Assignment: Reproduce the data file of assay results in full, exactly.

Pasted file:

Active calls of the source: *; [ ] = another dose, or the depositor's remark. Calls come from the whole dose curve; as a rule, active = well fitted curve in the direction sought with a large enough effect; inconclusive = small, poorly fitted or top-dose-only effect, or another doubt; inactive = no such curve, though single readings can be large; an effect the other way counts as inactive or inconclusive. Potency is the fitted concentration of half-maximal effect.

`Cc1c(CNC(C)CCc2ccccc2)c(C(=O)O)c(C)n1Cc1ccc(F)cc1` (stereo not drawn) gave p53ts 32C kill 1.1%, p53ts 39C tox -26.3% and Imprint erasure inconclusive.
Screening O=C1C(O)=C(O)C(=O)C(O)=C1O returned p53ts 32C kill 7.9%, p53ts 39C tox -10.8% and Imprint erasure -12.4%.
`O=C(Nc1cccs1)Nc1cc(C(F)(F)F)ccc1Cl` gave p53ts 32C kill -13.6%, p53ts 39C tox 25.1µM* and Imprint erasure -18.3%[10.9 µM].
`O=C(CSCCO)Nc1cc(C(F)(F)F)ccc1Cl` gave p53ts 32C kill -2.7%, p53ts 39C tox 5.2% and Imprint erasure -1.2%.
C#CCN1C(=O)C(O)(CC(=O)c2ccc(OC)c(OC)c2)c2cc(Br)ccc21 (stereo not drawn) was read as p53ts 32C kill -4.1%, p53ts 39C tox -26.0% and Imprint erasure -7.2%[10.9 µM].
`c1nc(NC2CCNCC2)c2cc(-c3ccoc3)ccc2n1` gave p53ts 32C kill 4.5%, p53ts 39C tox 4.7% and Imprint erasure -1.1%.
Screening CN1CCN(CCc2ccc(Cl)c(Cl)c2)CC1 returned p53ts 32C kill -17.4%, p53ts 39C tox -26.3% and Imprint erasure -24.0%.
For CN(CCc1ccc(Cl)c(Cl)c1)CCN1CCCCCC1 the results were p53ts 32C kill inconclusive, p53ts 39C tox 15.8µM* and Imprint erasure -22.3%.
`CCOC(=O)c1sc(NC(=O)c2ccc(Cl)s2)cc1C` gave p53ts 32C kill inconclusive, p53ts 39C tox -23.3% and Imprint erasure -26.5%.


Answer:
Active calls of the source: *; [ ] = another dose, or the depositor's remark. Calls come from the whole dose curve; as a rule, active = well fitted curve in the direction sought with a large enough effect; inconclusive = small, poorly fitted or top-dose-only effect, or another doubt; inactive = no such curve, though single readings can be large; an effect the other way counts as inactive or inconclusive. Potency is the fitted concentration of half-maximal effect.

`Cc1c(CNC(C)CCc2ccccc2)c(C(=O)O)c(C)n1Cc1ccc(F)cc1` (stereo not drawn) gave p53ts 32C kill 1.1%, p53ts 39C tox -26.3% and Imprint erasure inconclusive.
Screening O=C1C(O)=C(O)C(=O)C(O)=C1O returned p53ts 32C kill 7.9%, p53ts 39C tox -10.8% and Imprint erasure -12.4%.
`O=C(Nc1cccs1)Nc1cc(C(F)(F)F)ccc1Cl` gave p53ts 32C kill -13.6%, p53ts 39C tox 25.1µM* and Imprint erasure -18.3%[10.9 µM].
`O=C(CSCCO)Nc1cc(C(F)(F)F)ccc1Cl` gave p53ts 32C kill -2.7%, p53ts 39C tox 5.2% and Imprint erasure -1.2%.
C#CCN1C(=O)C(O)(CC(=O)c2ccc(OC)c(OC)c2)c2cc(Br)ccc21 (stereo not drawn) was read as p53ts 32C kill -4.1%, p53ts 39C tox -26.0% and Imprint erasure -7.2%[10.9 µM].
`c1nc(NC2CCNCC2)c2cc(-c3ccoc3)ccc2n1` gave p53ts 32C kill 4.5%, p53ts 39C tox 4.7% and Imprint erasure -1.1%.
Screening CN1CCN(CCc2ccc(Cl)c(Cl)c2)CC1 returned p53ts 32C kill -17.4%, p53ts 39C tox -26.3% and Imprint erasure -24.0%.
For CN(CCc1ccc(Cl)c(Cl)c1)CCN1CCCCCC1 the results were p53ts 32C kill inconclusive, p53ts 39C tox 15.8µM* and Imprint erasure -22.3%.
`CCOC(=O)c1sc(NC(=O)c2ccc(Cl)s2)cc1C` gave p53ts 32C kill inconclusive, p53ts 39C tox -23.3% and Imprint erasure -26.5%.